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Subject: How many more Bulge, Waterloo, Eastern Front (and others) do we need? rss

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Roger Morley
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I have posted this, because I recently saw that New England Simulations are bringing out a new game called The Jaws of Victory - The Battle of Korsun-Cherkassy Pocket.

Then I thought "Another game on the Eastern Front?"

It made me think of all the other games which simulate war on some of the most famous battles/campaigns in history.

Do we need another Bulge, Waterloo, Eastern Front wargame?

Is there the need for any more?

Is there room for any more?

What can these designers bring to new games on popular battles/campaigns that we as wargamers will find different from all the other games that have trodden that path already?

You wisdom and thoughts most welcome.
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Peter Mogensen
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Some of those "yet-another-game" are actually part of an evolution in mechanics design which I think we should welcome.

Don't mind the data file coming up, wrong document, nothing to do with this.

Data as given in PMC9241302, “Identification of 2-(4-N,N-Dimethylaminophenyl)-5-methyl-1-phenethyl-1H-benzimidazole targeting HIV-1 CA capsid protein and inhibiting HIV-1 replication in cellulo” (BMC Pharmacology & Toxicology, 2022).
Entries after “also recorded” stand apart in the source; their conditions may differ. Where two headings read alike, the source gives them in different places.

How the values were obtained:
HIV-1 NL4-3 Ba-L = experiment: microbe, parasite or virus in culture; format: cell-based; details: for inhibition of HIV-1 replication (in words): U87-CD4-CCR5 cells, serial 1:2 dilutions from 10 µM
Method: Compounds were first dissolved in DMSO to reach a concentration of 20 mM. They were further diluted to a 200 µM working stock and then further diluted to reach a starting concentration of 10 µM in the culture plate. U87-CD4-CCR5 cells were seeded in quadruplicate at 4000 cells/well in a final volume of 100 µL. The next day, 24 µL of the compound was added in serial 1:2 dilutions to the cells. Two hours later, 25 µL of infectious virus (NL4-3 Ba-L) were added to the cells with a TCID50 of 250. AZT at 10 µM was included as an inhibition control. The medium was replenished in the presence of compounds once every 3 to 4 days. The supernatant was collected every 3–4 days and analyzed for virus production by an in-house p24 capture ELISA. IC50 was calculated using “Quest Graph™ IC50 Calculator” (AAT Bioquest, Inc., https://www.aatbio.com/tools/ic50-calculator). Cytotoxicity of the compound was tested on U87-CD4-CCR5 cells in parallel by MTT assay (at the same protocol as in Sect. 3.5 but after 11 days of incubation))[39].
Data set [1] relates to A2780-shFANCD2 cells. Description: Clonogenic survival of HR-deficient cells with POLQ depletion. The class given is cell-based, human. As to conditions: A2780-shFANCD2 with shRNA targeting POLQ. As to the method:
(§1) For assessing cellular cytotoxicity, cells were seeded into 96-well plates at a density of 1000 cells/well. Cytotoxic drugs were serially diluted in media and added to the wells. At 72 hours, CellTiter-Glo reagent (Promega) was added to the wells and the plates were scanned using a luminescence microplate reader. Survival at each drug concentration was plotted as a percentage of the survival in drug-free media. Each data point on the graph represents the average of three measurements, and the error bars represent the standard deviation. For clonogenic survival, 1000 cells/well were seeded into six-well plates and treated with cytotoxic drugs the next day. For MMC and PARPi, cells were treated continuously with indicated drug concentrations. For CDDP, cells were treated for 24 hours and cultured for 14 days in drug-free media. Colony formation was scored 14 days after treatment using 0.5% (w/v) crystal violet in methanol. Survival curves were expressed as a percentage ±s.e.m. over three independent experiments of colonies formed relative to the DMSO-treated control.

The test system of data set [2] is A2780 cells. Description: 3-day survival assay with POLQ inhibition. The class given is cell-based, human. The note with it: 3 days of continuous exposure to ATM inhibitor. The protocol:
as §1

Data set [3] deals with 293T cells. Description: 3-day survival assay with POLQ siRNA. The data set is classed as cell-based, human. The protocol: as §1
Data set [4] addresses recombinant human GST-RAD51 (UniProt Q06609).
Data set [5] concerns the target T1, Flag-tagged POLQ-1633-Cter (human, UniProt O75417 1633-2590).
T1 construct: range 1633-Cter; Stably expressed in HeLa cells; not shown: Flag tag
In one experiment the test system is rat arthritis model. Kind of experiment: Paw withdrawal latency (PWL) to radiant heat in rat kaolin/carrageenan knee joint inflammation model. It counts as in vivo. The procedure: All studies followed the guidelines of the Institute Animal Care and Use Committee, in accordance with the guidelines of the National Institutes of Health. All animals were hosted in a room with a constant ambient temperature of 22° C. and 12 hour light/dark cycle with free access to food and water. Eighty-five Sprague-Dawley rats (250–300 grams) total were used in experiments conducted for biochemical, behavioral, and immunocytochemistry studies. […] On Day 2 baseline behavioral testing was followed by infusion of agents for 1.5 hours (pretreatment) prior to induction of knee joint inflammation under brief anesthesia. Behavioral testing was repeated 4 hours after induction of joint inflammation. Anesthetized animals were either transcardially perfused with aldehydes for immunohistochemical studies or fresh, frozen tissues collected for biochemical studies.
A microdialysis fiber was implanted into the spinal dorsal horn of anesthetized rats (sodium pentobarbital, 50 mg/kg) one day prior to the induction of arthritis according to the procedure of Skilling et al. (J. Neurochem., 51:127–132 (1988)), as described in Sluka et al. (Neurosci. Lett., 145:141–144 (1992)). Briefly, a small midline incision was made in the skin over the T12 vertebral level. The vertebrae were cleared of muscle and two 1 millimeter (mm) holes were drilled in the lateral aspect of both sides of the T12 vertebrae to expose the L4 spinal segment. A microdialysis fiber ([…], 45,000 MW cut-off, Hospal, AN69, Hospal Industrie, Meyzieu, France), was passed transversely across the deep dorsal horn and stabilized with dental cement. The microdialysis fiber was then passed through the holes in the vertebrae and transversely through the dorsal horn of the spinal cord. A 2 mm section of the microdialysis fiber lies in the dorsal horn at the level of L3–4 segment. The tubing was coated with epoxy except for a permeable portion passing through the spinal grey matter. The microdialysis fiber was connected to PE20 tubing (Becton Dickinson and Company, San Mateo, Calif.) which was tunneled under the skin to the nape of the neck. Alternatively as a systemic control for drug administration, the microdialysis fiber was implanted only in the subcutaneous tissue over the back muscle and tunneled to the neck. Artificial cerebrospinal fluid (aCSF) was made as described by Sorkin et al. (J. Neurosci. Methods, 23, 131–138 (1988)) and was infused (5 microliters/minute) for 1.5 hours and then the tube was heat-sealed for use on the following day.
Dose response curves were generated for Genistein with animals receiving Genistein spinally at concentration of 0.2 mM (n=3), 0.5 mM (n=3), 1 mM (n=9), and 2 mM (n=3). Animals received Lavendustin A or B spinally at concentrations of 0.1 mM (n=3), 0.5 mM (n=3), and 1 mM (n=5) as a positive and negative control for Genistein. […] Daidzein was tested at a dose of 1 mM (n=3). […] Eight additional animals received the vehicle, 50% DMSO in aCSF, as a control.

A lot of older hex-n-counter games where mostly a matter of reshuffling all your counters along a front-line to get optimal attacks everywhere. Systems which simulate logistical planning, command-control and realistic organizational structure (and maybe even fog-of-war) could add a lot to battles already covered by older games.
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Russ Williams
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JPotter - Bits77
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There's another Stalingrad on KS right now

This is pretty much the history of the hobby, variations on themes.

All creative endeavors, even.

Does the world really need another love song?

While no individual need to own it all (generally unwise to try), there will always be hunger for new in the world.

Sure, there's a lot of Gettysburgs .... but there isn't your Gettysburg yet. Go for it!
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Rich Keiser
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I just checked the pool of chicken blood and crow's wings.

The number is 58

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Patrick Mullen
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nemesisuk wrote:


Then I thought "Another game on the Eastern Front?"

It made me think of all the other games which simulate war on some of the most famous battles/campaigns in history.

Do we need another Bulge, Waterloo, Eastern Front wargame?


Plowing previously plowed ground requires significantly less work than attempting to plow uncleared ground.
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Russ Williams
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nemesisuk wrote: